Teen Parenting That You’re Probably Doing Wrong

Every parent’s way of parenting is different from the others. Some things separate them from the good and the bad parenting style which somehow affects a family relationship. Some methods work in the majority of children, but some of it won’t influence other teens. But why is that?

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It’s normal for teenagers to become more impulsive. That’s because their brains are still developing its every aspect. You might wonder why there are days that the kids are in an excellent mood, calm, and all that and there are days that they are so unpredictable, irrational, and very much into aggression. You may think that’s normal and every parent goes through it. Well, yes, at some point. However, what dramatically influences their behavior and actions are the parenting styles that you might probably do wrong. Let’s check out how your parenting habits are damaging your teenagers’ overall development.

You Want Them To Mind Their Own Business

There are times that your teens want to talk to you about something they noticed on others. It may be something your teens heard over an adult fight or conversation. Perhaps what you will tell them first is to “mind their own business” and not to think or talk about it at all. Yes, it’s okay to respond like that because you’re trying to teach your kids to become respectful of other people’s lives. However, it can create a negative impact when you don’t spend time explaining why a particular issue tends to happen. It could result in their avoidance in asking you or telling you things again. Since they receive no answer from an unharmful inquiry, they will assume that it’s okay to keep thoughts within themselves. It creates a problem because there’s a complication between honesty and openness to secrecy and lies.

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You Want Them To Always Stay Happy

As much as it’s a very comfortable thing to do, it’s not healthy in all situations. Wanting your teens to become always happy is every parent’s goal. That’s the reason why you would also want them to focus on their happiness. But unfortunately, most of these teens are taking advantage of that perception. They use it to do things out of boundary. As a result, they become in control and you are left with no choice. In some instances, instead of setting up limitations, you allow them to make decisions that will provide them with temporary satisfaction.

You Punish Them Without Explanation

It’s common for parents to punish their teens, especially when they think that what their kids are doing is out of boundary. In some instances, it’s perfectly okay to do that since teens are out of control most of the times. However, what complicates the situation is the punishment without an explanation. And because most parents believe that they are the law inside the house (which they should be), they punish kids without explaining why there’s a necessity for it. It becomes a huge issue for both parents and children due to the buildup of gaps among the required relationship. It eventually makes teens more rebellious and disrespectful, and it makes parents subject to irrational decisions which impose more and more punishments.

“Respect is a two-way street, and it becomes especially important during adolescence. Shifting focus from how much respect you feel you’re getting, to whether or not you’re showing them respect, is critical,” said Diana Divecha, PhD.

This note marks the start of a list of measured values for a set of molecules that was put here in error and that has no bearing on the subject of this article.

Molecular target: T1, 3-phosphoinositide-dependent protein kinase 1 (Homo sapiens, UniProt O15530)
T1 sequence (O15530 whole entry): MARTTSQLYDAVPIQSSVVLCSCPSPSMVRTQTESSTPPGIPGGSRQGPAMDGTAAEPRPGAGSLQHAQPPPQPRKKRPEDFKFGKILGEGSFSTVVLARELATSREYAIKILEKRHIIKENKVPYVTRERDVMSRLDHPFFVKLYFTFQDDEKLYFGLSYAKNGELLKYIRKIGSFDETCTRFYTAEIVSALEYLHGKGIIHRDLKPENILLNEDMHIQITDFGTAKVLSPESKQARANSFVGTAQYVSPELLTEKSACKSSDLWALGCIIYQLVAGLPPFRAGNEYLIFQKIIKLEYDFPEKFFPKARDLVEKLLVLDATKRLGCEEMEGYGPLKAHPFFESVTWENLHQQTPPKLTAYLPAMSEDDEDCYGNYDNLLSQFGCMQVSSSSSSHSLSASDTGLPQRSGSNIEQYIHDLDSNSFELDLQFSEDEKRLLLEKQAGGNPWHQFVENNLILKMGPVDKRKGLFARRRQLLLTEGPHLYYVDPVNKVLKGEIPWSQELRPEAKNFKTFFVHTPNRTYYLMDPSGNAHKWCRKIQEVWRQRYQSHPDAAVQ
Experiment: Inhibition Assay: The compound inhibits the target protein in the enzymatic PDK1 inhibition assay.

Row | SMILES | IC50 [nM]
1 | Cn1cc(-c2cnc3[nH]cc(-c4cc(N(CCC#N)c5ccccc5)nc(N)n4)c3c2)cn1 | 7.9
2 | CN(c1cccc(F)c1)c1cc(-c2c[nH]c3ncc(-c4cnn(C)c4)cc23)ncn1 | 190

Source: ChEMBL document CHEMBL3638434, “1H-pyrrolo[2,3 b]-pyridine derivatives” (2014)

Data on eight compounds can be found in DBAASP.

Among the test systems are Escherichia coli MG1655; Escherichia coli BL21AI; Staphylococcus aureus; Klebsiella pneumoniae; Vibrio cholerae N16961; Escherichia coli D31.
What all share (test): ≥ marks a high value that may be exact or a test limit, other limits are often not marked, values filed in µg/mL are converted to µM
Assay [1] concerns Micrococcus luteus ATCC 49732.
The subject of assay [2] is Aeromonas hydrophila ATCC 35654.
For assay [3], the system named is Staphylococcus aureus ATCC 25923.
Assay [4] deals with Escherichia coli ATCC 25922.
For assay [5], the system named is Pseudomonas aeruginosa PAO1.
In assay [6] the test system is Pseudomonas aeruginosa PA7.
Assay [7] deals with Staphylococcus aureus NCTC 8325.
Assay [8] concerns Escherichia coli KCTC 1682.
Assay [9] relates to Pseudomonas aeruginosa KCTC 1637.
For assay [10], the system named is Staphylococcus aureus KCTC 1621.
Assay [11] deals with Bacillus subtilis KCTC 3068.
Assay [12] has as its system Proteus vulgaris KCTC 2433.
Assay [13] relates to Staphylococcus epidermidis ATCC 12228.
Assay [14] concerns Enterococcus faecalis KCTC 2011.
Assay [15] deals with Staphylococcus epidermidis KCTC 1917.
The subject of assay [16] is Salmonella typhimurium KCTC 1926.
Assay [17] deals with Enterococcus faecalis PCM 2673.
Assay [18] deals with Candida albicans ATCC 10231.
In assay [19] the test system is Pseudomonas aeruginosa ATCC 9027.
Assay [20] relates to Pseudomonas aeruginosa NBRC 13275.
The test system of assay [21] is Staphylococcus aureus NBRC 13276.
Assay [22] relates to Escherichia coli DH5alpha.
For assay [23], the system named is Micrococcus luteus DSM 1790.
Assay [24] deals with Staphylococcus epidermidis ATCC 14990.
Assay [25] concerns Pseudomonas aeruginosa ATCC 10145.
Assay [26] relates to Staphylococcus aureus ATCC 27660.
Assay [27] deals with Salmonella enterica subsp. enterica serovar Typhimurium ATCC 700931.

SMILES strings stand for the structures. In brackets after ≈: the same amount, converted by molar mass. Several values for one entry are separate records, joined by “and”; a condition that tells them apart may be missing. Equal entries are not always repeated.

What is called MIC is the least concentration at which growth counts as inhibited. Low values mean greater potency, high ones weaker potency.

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You Yell At Them Constantly

Yelling at your teens make them think about three things. First; it’s their nature to become evil persons so whatever hurt their feelings is not merely important. Second, their negative emotions are only the results of their irrational thinking and impulsive behavior. Third, their feelings are not that important compared to yours. With these circumstances, it makes teens distrust their parents in the long run. Soon, it will be too late to control their hatred towards other adults as well. As soon as they master to bottle-up their feelings, it soon manifests later in life where they won’t be able to control agitation, anger, and a sense of unfulfilled entitlement.

“Intervene only when truly necessary. Avoid nagging and criticism. Trust your teen to figure out the small stuff, even if it means they’re suffering consequences you could have warned them about.” said Dona Matthews, PhD.

You Want Them Perfect So People Can Like Them

Parents become proud of their teens whenever other people see positive aspects of their personality, traits, and behavior. All thanks to the proper parenting style. But when there’s too much pressure in keeping the good sides, a small change becomes a big deal. As parents, you always have this goal of making people like your children. However, you somehow miss the point of allowing your teens to know their selves. Because you want people to acknowledge only the best of them, you get frustrated every time they make mistakes. That’s a deal-breaker in parenting because children might suffer from anxiety and depression when they forced themselves to please everyone.

“At this age your children are watching you very astutely to hear how judgmental you are,” said Dr. Catherine Steiner-Adair, Harvard psychologist. “They are taking their cues on how you talk about other people’s children, especially children that get into trouble — how that girl dresses, or that boy has good manners or bad manners. And they are watching and deciding whether you are harsh or critical or judgmental.”

Parenting is constant, it is complicated, and the stakes can become high. Some parents avoid messing things up, and there are those who consciously make things impossible for their teens. So to help kids become confident and self-sufficient adults, you should consider alternative ways of dealing with your teenagers as soon as possible.